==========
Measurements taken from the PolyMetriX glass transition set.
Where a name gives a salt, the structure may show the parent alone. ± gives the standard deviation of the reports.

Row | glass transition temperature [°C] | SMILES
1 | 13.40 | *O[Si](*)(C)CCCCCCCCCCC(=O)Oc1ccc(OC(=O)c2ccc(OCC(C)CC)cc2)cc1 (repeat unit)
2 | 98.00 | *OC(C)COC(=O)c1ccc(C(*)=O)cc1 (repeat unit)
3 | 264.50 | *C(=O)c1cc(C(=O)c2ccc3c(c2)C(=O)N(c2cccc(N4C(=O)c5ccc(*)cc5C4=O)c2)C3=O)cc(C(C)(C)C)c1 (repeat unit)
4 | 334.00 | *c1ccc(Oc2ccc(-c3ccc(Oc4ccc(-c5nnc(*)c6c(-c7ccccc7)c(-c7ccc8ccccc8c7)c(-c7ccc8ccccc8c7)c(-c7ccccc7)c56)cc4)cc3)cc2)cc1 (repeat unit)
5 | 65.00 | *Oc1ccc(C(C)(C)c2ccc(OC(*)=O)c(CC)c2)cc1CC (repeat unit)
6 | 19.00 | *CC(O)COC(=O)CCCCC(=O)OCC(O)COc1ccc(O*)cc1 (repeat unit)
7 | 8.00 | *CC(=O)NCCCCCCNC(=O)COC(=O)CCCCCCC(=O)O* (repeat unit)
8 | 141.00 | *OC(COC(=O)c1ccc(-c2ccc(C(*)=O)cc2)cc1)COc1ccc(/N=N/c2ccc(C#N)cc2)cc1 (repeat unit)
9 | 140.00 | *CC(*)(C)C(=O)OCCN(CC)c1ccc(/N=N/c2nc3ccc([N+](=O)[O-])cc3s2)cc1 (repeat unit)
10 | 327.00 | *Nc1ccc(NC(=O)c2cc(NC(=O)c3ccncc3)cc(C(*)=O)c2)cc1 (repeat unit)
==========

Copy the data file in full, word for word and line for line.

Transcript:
Measurements taken from the PolyMetriX glass transition set.
Where a name gives a salt, the structure may show the parent alone. ± gives the standard deviation of the reports.

Row | glass transition temperature [°C] | SMILES
1 | 13.40 | *O[Si](*)(C)CCCCCCCCCCC(=O)Oc1ccc(OC(=O)c2ccc(OCC(C)CC)cc2)cc1 (repeat unit)
2 | 98.00 | *OC(C)COC(=O)c1ccc(C(*)=O)cc1 (repeat unit)
3 | 264.50 | *C(=O)c1cc(C(=O)c2ccc3c(c2)C(=O)N(c2cccc(N4C(=O)c5ccc(*)cc5C4=O)c2)C3=O)cc(C(C)(C)C)c1 (repeat unit)
4 | 334.00 | *c1ccc(Oc2ccc(-c3ccc(Oc4ccc(-c5nnc(*)c6c(-c7ccccc7)c(-c7ccc8ccccc8c7)c(-c7ccc8ccccc8c7)c(-c7ccccc7)c56)cc4)cc3)cc2)cc1 (repeat unit)
5 | 65.00 | *Oc1ccc(C(C)(C)c2ccc(OC(*)=O)c(CC)c2)cc1CC (repeat unit)
6 | 19.00 | *CC(O)COC(=O)CCCCC(=O)OCC(O)COc1ccc(O*)cc1 (repeat unit)
7 | 8.00 | *CC(=O)NCCCCCCNC(=O)COC(=O)CCCCCCC(=O)O* (repeat unit)
8 | 141.00 | *OC(COC(=O)c1ccc(-c2ccc(C(*)=O)cc2)cc1)COc1ccc(/N=N/c2ccc(C#N)cc2)cc1 (repeat unit)
9 | 140.00 | *CC(*)(C)C(=O)OCCN(CC)c1ccc(/N=N/c2nc3ccc([N+](=O)[O-])cc3s2)cc1 (repeat unit)
10 | 327.00 | *Nc1ccc(NC(=O)c2cc(NC(=O)c3ccncc3)cc(C(*)=O)c2)cc1 (repeat unit)